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Sunday, June 11, 2006

Atheists Allowed at the Altar?

"True-Life Tales" are a weekly feature in the NY Times Magazine, part of the expanded Sunday edition. This week's tale is quite interesting. It discusses a boy whose Bar Mitzvah is "cancelled" by his Rabbi - after the invitations had gone out - apparently because he admitted that, he had "been insisting he's an atheist. He says he doesn't want a bar mitzvah if it means believing in God".

According to the story, the rabbi, who was Reform, would not allow the boy to go ahead with being called to the Torah unless he would agree to say that he believed in God. As I might have predicted, the Orthodox Synagogue they approached did not have any such compunction about allowing the Bar Mitzvah boy his fifteen minutes at the Bima (I had never heard anything about an explicitly stated requirement before an Orthodox Bar Mitzvah of the Bar Mitzvah having to announce one's belief in God), but the family still did not like what the Orthodox Rabbi was offering, ultimately pulling out before the deal was made:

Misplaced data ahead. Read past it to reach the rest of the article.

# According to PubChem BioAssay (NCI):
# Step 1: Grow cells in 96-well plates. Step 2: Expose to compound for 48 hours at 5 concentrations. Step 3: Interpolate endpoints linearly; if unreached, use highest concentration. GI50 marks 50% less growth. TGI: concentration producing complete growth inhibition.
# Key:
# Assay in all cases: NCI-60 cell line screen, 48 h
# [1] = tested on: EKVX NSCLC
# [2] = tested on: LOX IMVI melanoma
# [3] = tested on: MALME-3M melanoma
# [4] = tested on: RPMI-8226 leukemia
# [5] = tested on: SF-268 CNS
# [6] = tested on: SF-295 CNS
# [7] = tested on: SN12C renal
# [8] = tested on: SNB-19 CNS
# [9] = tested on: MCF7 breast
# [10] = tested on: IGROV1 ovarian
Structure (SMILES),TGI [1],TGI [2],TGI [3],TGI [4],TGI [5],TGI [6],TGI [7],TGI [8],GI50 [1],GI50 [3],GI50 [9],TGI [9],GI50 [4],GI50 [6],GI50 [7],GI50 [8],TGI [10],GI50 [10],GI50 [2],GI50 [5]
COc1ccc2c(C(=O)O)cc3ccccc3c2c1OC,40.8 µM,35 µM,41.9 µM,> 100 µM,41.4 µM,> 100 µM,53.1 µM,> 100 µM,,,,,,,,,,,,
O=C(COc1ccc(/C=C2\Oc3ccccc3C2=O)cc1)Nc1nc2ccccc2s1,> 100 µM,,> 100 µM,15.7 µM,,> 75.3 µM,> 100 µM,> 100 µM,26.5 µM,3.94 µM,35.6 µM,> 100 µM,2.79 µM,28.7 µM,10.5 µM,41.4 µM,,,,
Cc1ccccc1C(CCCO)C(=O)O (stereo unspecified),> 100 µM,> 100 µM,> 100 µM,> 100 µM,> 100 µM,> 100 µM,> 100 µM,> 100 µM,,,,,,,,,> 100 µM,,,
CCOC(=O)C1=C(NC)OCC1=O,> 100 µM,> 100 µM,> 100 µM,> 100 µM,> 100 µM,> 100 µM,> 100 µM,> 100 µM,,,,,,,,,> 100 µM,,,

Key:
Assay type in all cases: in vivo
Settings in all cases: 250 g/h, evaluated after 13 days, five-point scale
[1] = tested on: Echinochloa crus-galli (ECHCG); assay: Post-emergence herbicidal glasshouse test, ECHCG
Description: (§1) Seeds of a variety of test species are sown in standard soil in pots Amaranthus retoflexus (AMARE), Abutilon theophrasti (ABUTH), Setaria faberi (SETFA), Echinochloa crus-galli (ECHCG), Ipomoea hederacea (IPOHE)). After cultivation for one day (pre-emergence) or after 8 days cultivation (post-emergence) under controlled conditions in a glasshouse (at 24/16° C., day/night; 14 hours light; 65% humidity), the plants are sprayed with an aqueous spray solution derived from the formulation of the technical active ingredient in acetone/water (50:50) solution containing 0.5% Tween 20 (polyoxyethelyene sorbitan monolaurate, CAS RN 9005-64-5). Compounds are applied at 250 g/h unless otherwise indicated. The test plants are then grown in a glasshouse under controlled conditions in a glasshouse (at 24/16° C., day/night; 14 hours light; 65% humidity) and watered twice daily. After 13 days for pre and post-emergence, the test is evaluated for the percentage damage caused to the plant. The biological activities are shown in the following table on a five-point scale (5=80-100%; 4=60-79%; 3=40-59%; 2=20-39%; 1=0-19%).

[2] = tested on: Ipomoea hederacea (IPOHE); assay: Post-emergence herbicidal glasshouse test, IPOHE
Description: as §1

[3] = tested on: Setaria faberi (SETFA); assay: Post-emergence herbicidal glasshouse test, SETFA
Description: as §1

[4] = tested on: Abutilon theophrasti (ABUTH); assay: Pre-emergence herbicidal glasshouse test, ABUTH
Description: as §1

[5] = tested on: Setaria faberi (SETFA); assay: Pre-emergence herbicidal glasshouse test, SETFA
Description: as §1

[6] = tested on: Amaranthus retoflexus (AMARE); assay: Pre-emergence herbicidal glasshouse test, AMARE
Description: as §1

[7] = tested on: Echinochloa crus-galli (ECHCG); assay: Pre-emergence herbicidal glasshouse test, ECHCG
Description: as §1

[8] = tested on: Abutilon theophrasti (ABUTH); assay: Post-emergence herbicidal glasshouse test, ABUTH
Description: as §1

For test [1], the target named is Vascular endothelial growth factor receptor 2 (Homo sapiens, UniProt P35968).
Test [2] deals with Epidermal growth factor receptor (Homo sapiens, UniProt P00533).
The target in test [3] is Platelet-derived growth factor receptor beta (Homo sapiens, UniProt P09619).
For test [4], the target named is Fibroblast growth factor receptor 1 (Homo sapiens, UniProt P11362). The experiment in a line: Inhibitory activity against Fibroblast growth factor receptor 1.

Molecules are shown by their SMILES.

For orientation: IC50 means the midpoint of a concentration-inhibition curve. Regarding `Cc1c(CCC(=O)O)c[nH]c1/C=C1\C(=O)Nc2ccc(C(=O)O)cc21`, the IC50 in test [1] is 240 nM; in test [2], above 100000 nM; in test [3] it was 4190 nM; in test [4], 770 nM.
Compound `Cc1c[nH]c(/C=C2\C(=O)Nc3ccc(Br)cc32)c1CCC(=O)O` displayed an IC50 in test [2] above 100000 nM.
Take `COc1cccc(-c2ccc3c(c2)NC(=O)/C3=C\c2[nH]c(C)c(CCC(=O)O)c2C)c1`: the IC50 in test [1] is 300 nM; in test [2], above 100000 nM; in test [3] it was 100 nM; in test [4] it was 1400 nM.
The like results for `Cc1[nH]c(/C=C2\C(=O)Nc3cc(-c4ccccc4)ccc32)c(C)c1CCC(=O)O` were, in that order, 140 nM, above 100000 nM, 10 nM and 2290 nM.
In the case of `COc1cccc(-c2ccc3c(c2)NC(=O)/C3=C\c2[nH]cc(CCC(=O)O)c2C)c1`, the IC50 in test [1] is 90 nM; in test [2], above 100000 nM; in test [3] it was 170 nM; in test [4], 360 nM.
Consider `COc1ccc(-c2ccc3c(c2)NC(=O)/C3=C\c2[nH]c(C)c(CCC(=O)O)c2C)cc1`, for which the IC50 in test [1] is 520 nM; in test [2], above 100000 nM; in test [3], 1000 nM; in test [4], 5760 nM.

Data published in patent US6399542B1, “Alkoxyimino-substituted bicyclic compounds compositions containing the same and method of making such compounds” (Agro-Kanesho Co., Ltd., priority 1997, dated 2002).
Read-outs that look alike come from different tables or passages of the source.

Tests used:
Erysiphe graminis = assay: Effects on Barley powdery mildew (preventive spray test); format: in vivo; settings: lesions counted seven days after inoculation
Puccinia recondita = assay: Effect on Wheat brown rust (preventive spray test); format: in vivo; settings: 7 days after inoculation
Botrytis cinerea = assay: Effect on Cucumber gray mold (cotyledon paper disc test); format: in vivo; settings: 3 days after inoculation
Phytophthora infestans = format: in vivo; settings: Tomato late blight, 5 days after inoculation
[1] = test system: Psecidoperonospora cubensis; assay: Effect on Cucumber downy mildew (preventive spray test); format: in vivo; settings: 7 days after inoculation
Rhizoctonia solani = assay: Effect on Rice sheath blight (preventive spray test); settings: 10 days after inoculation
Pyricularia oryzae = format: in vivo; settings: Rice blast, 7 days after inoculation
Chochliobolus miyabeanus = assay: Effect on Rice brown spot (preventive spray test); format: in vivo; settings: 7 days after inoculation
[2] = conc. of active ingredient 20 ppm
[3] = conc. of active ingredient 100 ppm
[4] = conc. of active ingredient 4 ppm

A year passed. Michael's mother began conversations with a local Orthodox rabbi, who had a different approach from the Reform rabbi who had banished Michael. He told her that if her son was Jewish when he turned 13, he automatically became bar-mitzvahed. It didn't matter what he believed at the time — it was like a turkey timer that popped in his soul. The rabbi offered to briefly call Michael to the Torah on any given Tuesday at his synagogue. No one in the family got very excited about that option. A proper bar mitzvah celebration requires dancing in a conga line to the "Feelin' Hot Hot Hot!" song. An Orthodox synagogue on a Tuesday was no place for that.
Ultimately, the family found another synagogue, presumedly not an Orthodox one, to go ahead with the ceremony. All in all, an amusing piece.

My question is, is the standard of "believing in God" really required of Reform adolescents in order for them to be called to the Torah, and then go ahead with their "dancing in a conga line to the "Feelin' Hot Hot Hot!" song."? It would seem an impossibly high standard to expect of mostly secular young not-quite-adults in a world where declarations of atheism and agnosticism probably are all the rage for teenagers. Anyone have a clue?

14 Comments:

Blogger mother in israel said...

Where do they read the Torah on Tuesdays? Inquiring minds want to know.

9:21 AM